(No) Necessity for a Corporate Criminal Code

The German conference of justice ministers is intent on introducing a corporate criminal code (Unternehmensstrafgesetz) in order to fight white-collar crime. The legislative initiative, promulgated by North Rhine-Westphalia, is expected to follow shortly. Although currently existing laws should be sufficient to fight white-collar crime, the implementation of compliance systems will become a necessity in the near future.

The current criminal law in Germany only applies to individual persons; juristic entities / persons can only be prosecuted pursuant to the German Administrative Offences Act (Ordnungswidrigkeitengesetz; “OWIG”). This provides for the imposition of fines with a maximum amount of EUR 10 million. Several German states are seeking to change this situation by means of the aforesaid legislative initiative, not least for compliance reasons.

The Current Legal Situation

While antitrust law provides for the imposition of substantial fines on corporations (equating to up to 10% of the group turnover), in terms of criminal law such penalties can only be imposed by way of the confiscation of unlawfully acquired gains in addition to the imposition of the fines described above. Internationally, the United States as well as other Member States of the European Union have laws in place that provide for the imposition of substantial penalties on corporations.

Proponents of a corporate criminal code argue that the current system does not provide for any incentives to avoid the commitment of white-collar crimes. This argument does, however, disregard the fact that the public prosecutors’ office is permanently looking to recruit experts for this area, and is constantly expanding same. In addition, an increasing number of compliance structures is being implemented. The Munich Regional Court I also recently handed down a decision to the effect that managing directors would be personally liable if they failed to establish an adequate compliance system. 

The Necessity for a (New) Corporate Criminal Code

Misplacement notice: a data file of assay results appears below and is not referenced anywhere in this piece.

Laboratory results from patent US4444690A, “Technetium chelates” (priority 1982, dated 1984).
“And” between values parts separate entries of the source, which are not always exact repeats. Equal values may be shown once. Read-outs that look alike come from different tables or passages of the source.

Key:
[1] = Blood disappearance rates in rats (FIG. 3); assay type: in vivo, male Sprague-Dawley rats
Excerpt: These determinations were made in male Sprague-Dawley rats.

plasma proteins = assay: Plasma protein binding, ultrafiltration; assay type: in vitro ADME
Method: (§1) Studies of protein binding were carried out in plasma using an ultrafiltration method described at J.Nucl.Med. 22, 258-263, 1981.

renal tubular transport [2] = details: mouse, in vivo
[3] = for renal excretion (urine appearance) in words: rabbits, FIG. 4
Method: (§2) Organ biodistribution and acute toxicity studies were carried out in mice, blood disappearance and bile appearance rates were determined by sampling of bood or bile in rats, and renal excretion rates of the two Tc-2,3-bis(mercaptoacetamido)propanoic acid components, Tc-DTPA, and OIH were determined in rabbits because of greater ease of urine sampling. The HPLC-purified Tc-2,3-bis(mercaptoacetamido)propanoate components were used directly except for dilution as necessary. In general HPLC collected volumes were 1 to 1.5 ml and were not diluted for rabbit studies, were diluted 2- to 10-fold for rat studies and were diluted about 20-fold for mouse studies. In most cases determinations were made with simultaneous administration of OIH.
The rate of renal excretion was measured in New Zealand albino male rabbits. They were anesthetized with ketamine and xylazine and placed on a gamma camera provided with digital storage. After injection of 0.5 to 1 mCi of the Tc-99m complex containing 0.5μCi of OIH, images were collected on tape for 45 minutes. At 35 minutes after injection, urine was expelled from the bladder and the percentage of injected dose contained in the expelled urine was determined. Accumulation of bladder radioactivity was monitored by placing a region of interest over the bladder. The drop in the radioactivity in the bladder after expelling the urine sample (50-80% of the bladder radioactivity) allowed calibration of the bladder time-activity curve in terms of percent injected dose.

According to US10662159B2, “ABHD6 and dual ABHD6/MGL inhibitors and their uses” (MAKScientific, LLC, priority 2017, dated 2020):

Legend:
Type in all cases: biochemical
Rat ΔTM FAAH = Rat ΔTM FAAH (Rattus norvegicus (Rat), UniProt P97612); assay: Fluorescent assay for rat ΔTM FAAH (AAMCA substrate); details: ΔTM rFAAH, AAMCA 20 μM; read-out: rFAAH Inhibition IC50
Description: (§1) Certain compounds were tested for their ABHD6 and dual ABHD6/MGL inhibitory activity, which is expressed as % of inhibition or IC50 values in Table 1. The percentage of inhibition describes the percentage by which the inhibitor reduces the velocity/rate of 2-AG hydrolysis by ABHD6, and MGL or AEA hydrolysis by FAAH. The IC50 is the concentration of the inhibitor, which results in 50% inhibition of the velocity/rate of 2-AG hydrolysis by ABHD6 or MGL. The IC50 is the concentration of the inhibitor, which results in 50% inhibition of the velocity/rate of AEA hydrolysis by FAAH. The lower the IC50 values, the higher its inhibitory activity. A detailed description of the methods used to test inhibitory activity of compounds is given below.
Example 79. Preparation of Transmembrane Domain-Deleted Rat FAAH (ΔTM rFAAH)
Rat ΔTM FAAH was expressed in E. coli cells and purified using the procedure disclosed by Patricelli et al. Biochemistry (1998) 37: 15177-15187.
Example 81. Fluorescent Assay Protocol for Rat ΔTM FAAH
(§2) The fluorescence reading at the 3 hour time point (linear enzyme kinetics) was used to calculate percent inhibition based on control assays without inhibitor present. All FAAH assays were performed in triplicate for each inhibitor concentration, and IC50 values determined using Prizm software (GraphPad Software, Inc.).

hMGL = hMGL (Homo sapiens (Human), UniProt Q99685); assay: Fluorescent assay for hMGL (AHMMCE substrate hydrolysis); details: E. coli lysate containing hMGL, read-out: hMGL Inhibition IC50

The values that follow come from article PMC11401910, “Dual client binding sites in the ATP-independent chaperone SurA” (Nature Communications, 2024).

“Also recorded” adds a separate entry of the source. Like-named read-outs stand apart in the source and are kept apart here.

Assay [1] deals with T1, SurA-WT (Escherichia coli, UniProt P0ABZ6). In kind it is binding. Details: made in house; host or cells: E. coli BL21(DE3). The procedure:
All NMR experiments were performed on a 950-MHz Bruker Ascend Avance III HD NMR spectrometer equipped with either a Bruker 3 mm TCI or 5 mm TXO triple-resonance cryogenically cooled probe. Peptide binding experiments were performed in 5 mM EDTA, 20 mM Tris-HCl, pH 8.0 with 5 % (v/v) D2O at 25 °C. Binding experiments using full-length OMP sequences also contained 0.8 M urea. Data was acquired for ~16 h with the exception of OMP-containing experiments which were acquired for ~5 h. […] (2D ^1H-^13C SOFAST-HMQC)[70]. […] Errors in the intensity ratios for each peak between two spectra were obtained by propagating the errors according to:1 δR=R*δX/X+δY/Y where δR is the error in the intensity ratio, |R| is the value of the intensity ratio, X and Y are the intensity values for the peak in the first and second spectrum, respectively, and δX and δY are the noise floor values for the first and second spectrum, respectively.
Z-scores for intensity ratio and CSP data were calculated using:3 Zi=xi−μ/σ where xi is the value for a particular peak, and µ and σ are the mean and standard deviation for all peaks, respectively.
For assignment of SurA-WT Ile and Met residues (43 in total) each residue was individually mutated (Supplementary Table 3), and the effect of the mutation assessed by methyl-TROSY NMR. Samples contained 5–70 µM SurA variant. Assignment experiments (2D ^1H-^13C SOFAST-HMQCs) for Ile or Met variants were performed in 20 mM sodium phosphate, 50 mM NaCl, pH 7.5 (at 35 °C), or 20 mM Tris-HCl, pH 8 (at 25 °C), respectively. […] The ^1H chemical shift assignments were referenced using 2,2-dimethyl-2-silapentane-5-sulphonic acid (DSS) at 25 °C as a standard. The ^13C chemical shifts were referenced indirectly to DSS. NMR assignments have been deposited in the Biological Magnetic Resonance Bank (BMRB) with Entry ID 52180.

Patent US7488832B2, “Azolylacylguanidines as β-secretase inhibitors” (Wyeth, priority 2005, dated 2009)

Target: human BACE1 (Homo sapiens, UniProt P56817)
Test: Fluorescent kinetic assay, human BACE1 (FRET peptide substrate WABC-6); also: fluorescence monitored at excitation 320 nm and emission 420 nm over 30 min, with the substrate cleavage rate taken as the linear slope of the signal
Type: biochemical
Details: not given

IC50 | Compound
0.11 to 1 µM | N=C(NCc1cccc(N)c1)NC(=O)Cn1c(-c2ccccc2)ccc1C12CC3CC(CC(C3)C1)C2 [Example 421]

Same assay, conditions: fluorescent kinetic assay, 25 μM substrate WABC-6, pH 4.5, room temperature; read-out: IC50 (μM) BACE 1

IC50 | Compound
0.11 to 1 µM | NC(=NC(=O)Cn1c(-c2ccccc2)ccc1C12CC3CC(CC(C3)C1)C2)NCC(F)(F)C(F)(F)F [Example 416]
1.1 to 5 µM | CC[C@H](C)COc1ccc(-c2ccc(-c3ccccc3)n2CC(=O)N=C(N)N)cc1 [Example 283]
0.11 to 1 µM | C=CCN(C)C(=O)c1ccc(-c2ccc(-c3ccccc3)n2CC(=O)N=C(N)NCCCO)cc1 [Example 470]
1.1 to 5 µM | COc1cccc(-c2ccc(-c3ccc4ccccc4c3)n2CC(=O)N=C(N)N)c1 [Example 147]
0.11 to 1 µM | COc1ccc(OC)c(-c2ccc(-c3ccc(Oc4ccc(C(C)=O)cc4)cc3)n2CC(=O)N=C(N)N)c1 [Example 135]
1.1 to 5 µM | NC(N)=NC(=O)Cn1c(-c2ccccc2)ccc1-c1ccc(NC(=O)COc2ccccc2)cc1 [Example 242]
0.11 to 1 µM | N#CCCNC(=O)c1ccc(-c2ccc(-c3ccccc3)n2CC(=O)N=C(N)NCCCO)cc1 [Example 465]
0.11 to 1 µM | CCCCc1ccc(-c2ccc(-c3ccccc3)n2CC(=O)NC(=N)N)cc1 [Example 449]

The German Federal Bar Association (Bundesrechtsanwaltskammer) points out that the damages caused by white-collar crime decreased from an amount of approximately EUR 4.3 billion to approximately EUR 3.4 billion between 2006 and 2008, and that the  success rate of 91% in solving such cases is significantly higher than the overall rate. The Association does accordingly not believe that a corporate criminal code is needed.

Public prosecutors currently avail themselves of the possibility to impose monetary fines on the basis of §§ 30 and 130 of the OWIG, although only up to the permissible maximum amount of EUR 10 million. In addition, profits may be confiscated pursuant to § 73 of the German Criminal Code (Strafgesetzbuch; StGB), with the effect that fines can be increased to have teeth, even for large companies. Certain special areas of law, such as environmental, capital markets and antitrust law also already provide for very comprehensive measures to fight legal violations, including the dissolution of the concerned company (which, in turn, has unfortunate consequences for its employees).

In addition, managers of corporations have been subjected to a sharply increased liability exposure risk in recent years. There does thus not appear to be any enforcement deficit in the area of corporate criminal law. It is also argued that a corporate criminal code would deviate from the fundamental German legal principle that only natural persons can be held liable. Finally, there exist constitutional legal concerns about the introduction of a corporate criminal code.


It would appear that appropriately staffing public prosecutors’ offices with qualified personnel and specialists is a more effective way to fight white-collar crime than a new corporate criminal code, which would for all intents and purposes only really codify already existing and available remedies. In addition, the amounts of the fines imposed on large companies could be increased.


The legislator and the courts have long made it clear that they will continue to prosecute white-collar crime. Regardless whether through a new corporate criminal code, by appropriately staffing public prosecutors’ offices, or by increasing fines and expanding compliance systems, the avoidance of white-collar crime will remain an important matter.

Managers and corporations can only avoid risks if adequate systems are in place to discover, pursue and avoid statutory violations. Therefore, companies that could potentially violate laws during their operations or in the supply chain should implement appropriate compliance systems. The maintenance of business connections with countries where corruption is prevalent, and the conclusion of contracts with governments, or consulting agreements with bank accounts in offshore jurisdictions (such as the Cayman Islands), are frequently indicators that a compliance system should be urgently implemented.

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